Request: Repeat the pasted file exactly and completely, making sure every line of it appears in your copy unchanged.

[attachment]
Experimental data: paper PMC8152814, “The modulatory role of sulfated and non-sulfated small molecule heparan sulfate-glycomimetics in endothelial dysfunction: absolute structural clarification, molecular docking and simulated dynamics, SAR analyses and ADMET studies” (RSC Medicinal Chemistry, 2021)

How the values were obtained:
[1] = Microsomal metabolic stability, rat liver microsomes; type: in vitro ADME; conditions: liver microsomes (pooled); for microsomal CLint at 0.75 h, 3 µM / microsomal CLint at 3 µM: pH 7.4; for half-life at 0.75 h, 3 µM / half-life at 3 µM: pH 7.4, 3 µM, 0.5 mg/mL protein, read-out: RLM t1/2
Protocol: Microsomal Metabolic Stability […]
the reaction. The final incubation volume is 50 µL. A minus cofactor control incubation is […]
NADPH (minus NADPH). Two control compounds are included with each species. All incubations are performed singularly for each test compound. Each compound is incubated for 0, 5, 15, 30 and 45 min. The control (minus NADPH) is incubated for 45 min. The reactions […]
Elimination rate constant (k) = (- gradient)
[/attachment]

Experimental data: paper PMC8152814, “The modulatory role of sulfated and non-sulfated small molecule heparan sulfate-glycomimetics in endothelial dysfunction: absolute structural clarification, molecular docking and simulated dynamics, SAR analyses and ADMET studies” (RSC Medicinal Chemistry, 2021)

How the values were obtained:
[1] = Microsomal metabolic stability, rat liver microsomes; type: in vitro ADME; conditions: liver microsomes (pooled); for microsomal CLint at 0.75 h, 3 µM / microsomal CLint at 3 µM: pH 7.4; for half-life at 0.75 h, 3 µM / half-life at 3 µM: pH 7.4, 3 µM, 0.5 mg/mL protein, read-out: RLM t1/2
Protocol: Microsomal Metabolic Stability […]
the reaction. The final incubation volume is 50 µL. A minus cofactor control incubation is […]
NADPH (minus NADPH). Two control compounds are included with each species. All incubations are performed singularly for each test compound. Each compound is incubated for 0, 5, 15, 30 and 45 min. The control (minus NADPH) is incubated for 45 min. The reactions […]
Elimination rate constant (k) = (- gradient)